9780674237261-0674237269-The Worship of Confucius in Japan (Harvard East Asian Monographs)

The Worship of Confucius in Japan (Harvard East Asian Monographs)

ISBN-13: 9780674237261
ISBN-10: 0674237269
Author: McMullen, James
Publication date: 2020
Publisher: Harvard University Asia Center
Format: Hardcover 566 pages
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Book details

ISBN-13: 9780674237261
ISBN-10: 0674237269
Author: McMullen, James
Publication date: 2020
Publisher: Harvard University Asia Center
Format: Hardcover 566 pages

Summary

Acknowledged authors McMullen, James wrote The Worship of Confucius in Japan (Harvard East Asian Monographs) comprising 566 pages back in 2020. Textbook and eTextbook are published under ISBN 0674237269 and 9780674237261. Since then The Worship of Confucius in Japan (Harvard East Asian Monographs) textbook was available to sell back to BooksRun online for the top buyback price or rent at the marketplace.

Description

How has Confucius, quintessentially and symbolically Chinese, been received throughout Japanese history? The Worship of Confucius in Japan provides the first overview of the richly documented and colorful Japanese version of the East Asian ritual to venerate Confucius, known in Japan as the sekiten. The original Chinese political liturgy embodied assumptions about sociopolitical order different from those of Japan. Over more than thirteen centuries, Japanese in power expressed a persistently ambivalent response to the ritual’s challenges and often tended to interpret the ceremony in cultural rather than political terms.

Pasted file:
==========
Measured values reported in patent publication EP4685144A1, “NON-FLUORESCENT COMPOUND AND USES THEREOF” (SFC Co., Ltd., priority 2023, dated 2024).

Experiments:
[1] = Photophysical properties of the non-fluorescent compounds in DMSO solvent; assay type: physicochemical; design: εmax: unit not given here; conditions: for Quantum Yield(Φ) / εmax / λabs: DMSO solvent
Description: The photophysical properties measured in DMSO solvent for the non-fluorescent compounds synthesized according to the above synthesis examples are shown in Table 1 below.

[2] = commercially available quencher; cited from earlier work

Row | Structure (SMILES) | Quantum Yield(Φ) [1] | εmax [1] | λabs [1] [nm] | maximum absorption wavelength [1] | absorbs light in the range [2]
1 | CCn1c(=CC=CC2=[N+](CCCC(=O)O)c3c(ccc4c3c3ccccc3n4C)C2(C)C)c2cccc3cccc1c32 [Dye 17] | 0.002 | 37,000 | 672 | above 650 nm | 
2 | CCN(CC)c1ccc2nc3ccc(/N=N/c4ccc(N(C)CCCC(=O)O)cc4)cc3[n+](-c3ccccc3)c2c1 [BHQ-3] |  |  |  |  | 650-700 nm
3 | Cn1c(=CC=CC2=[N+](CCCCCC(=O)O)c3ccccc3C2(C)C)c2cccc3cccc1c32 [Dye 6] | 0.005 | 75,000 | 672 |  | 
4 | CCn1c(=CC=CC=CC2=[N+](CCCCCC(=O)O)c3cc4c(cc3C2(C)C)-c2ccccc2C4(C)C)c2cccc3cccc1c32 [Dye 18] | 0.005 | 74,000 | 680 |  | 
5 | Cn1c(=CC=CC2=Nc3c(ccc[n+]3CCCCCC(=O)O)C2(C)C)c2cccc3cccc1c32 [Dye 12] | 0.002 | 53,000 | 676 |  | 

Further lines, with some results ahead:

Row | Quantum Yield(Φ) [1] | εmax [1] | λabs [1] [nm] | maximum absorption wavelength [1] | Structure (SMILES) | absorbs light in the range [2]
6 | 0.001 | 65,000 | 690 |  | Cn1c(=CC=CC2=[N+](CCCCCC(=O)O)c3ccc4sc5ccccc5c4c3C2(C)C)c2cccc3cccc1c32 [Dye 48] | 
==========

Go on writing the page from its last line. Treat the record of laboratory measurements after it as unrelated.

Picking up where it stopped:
Like many rituals, the sekiten self-referentially reinterpreted earlier versions of itself. James McMullen adopts a diachronic and comparative perspective. Focusing on the relationship of the ritual to political authority in the premodern period, McMullen sheds fresh light on Sino-Japanese cultural relations and on the distinctive political, cultural, and social history of Confucianism in Japan. Successive sections of The Worship of Confucius in Japan trace the vicissitudes of the ceremony through two major cycles of adoption, modification, and decline, first in ancient and medieval Japan, then in the late feudal period culminating in its rejection at the Meiji Restoration. An epilogue sketches the history of the ceremony in the altered conditions of post-Restoration Japan and up to the present.

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